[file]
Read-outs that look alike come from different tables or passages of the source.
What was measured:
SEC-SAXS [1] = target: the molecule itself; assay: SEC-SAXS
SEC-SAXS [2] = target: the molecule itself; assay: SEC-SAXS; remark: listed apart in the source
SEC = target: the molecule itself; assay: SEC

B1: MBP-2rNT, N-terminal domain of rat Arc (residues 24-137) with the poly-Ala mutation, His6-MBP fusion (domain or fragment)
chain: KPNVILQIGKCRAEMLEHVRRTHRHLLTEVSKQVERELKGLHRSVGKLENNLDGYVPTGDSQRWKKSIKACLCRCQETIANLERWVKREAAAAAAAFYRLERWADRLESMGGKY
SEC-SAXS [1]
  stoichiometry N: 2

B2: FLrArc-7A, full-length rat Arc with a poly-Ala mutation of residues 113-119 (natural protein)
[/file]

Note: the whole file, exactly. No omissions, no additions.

Read-outs that look alike come from different tables or passages of the source.
What was measured:
SEC-SAXS [1] = target: the molecule itself; assay: SEC-SAXS
SEC-SAXS [2] = target: the molecule itself; assay: SEC-SAXS; remark: listed apart in the source
SEC = target: the molecule itself; assay: SEC

B1: MBP-2rNT, N-terminal domain of rat Arc (residues 24-137) with the poly-Ala mutation, His6-MBP fusion (domain or fragment)
chain: KPNVILQIGKCRAEMLEHVRRTHRHLLTEVSKQVERELKGLHRSVGKLENNLDGYVPTGDSQRWKKSIKACLCRCQETIANLERWVKREAAAAAAAFYRLERWADRLESMGGKY
SEC-SAXS [1]
  stoichiometry N: 2

B2: FLrArc-7A, full-length rat Arc with a poly-Ala mutation of residues 113-119 (natural protein)